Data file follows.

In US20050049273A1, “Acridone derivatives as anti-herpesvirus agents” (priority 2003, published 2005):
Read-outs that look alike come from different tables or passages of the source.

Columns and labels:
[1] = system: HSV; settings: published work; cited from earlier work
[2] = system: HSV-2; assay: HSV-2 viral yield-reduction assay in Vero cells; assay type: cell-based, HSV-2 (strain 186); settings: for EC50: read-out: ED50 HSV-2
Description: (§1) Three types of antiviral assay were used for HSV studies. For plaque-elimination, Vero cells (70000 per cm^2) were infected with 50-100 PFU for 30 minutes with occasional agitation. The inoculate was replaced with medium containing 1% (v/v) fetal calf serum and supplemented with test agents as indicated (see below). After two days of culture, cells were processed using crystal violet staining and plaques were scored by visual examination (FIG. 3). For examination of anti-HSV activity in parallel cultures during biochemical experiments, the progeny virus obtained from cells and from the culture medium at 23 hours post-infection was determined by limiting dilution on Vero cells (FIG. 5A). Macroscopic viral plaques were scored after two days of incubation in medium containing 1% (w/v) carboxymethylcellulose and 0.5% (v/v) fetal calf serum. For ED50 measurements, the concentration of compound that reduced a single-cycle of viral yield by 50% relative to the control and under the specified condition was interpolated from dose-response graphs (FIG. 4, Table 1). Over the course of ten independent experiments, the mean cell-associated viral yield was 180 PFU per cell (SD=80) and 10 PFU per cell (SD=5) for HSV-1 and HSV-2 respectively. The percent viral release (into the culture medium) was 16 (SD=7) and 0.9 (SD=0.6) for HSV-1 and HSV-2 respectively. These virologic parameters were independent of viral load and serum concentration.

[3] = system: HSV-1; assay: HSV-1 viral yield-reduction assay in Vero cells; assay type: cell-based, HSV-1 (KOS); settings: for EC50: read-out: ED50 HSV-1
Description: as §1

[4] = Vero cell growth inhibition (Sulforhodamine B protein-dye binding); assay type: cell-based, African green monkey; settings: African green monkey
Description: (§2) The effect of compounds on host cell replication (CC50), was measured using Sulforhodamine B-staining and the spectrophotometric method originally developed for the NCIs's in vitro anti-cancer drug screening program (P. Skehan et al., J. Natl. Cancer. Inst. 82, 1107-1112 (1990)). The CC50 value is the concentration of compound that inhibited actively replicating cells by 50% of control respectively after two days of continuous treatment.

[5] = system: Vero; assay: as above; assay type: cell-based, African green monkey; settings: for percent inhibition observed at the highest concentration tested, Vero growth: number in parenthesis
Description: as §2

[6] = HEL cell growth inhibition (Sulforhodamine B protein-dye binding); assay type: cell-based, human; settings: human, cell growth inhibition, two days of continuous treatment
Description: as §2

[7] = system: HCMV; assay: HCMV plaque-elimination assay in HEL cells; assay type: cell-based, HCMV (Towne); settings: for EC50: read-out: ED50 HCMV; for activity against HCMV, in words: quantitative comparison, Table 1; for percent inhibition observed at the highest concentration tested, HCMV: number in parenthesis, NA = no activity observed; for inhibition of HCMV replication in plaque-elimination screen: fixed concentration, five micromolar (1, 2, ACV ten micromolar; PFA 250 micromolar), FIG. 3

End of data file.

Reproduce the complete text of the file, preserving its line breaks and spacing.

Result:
In US20050049273A1, “Acridone derivatives as anti-herpesvirus agents” (priority 2003, published 2005):
Read-outs that look alike come from different tables or passages of the source.

Columns and labels:
[1] = system: HSV; settings: published work; cited from earlier work
[2] = system: HSV-2; assay: HSV-2 viral yield-reduction assay in Vero cells; assay type: cell-based, HSV-2 (strain 186); settings: for EC50: read-out: ED50 HSV-2
Description: (§1) Three types of antiviral assay were used for HSV studies. For plaque-elimination, Vero cells (70000 per cm^2) were infected with 50-100 PFU for 30 minutes with occasional agitation. The inoculate was replaced with medium containing 1% (v/v) fetal calf serum and supplemented with test agents as indicated (see below). After two days of culture, cells were processed using crystal violet staining and plaques were scored by visual examination (FIG. 3). For examination of anti-HSV activity in parallel cultures during biochemical experiments, the progeny virus obtained from cells and from the culture medium at 23 hours post-infection was determined by limiting dilution on Vero cells (FIG. 5A). Macroscopic viral plaques were scored after two days of incubation in medium containing 1% (w/v) carboxymethylcellulose and 0.5% (v/v) fetal calf serum. For ED50 measurements, the concentration of compound that reduced a single-cycle of viral yield by 50% relative to the control and under the specified condition was interpolated from dose-response graphs (FIG. 4, Table 1). Over the course of ten independent experiments, the mean cell-associated viral yield was 180 PFU per cell (SD=80) and 10 PFU per cell (SD=5) for HSV-1 and HSV-2 respectively. The percent viral release (into the culture medium) was 16 (SD=7) and 0.9 (SD=0.6) for HSV-1 and HSV-2 respectively. These virologic parameters were independent of viral load and serum concentration.

[3] = system: HSV-1; assay: HSV-1 viral yield-reduction assay in Vero cells; assay type: cell-based, HSV-1 (KOS); settings: for EC50: read-out: ED50 HSV-1
Description: as §1

[4] = Vero cell growth inhibition (Sulforhodamine B protein-dye binding); assay type: cell-based, African green monkey; settings: African green monkey
Description: (§2) The effect of compounds on host cell replication (CC50), was measured using Sulforhodamine B-staining and the spectrophotometric method originally developed for the NCIs's in vitro anti-cancer drug screening program (P. Skehan et al., J. Natl. Cancer. Inst. 82, 1107-1112 (1990)). The CC50 value is the concentration of compound that inhibited actively replicating cells by 50% of control respectively after two days of continuous treatment.

[5] = system: Vero; assay: as above; assay type: cell-based, African green monkey; settings: for percent inhibition observed at the highest concentration tested, Vero growth: number in parenthesis
Description: as §2

[6] = HEL cell growth inhibition (Sulforhodamine B protein-dye binding); assay type: cell-based, human; settings: human, cell growth inhibition, two days of continuous treatment
Description: as §2

[7] = system: HCMV; assay: HCMV plaque-elimination assay in HEL cells; assay type: cell-based, HCMV (Towne); settings: for EC50: read-out: ED50 HCMV; for activity against HCMV, in words: quantitative comparison, Table 1; for percent inhibition observed at the highest concentration tested, HCMV: number in parenthesis, NA = no activity observed; for inhibition of HCMV replication in plaque-elimination screen: fixed concentration, five micromolar (1, 2, ACV ten micromolar; PFA 250 micromolar), FIG. 3